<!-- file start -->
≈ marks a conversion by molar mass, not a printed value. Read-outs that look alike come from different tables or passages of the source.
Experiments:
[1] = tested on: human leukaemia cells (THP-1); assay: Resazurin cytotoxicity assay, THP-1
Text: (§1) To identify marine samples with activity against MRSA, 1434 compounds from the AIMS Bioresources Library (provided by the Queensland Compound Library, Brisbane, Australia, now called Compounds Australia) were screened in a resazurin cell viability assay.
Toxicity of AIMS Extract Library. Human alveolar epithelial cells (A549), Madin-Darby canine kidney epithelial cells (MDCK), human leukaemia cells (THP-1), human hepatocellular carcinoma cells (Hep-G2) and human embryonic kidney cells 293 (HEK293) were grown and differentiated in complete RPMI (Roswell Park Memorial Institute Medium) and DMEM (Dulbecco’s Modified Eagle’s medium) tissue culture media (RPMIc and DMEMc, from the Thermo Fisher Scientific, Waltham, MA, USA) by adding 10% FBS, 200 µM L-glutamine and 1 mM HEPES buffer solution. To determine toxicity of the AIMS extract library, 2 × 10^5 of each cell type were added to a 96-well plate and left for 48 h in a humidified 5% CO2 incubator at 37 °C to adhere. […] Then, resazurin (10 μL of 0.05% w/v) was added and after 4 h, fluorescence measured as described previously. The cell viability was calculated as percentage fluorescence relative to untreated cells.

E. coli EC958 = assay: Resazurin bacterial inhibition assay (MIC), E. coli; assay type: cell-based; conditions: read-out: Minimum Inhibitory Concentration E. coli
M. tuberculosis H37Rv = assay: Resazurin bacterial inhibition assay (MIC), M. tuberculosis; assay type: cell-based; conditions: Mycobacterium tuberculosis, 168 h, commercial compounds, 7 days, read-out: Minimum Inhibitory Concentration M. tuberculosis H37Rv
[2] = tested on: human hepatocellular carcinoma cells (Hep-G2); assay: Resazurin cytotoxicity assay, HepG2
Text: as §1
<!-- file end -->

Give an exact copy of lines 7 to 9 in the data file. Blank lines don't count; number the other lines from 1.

M. tuberculosis H37Rv = assay: Resazurin bacterial inhibition assay (MIC), M. tuberculosis; assay type: cell-based; conditions: Mycobacterium tuberculosis, 168 h, commercial compounds, 7 days, read-out: Minimum Inhibitory Concentration M. tuberculosis H37Rv
[2] = tested on: human hepatocellular carcinoma cells (Hep-G2); assay: Resazurin cytotoxicity assay, HepG2
Text: as §1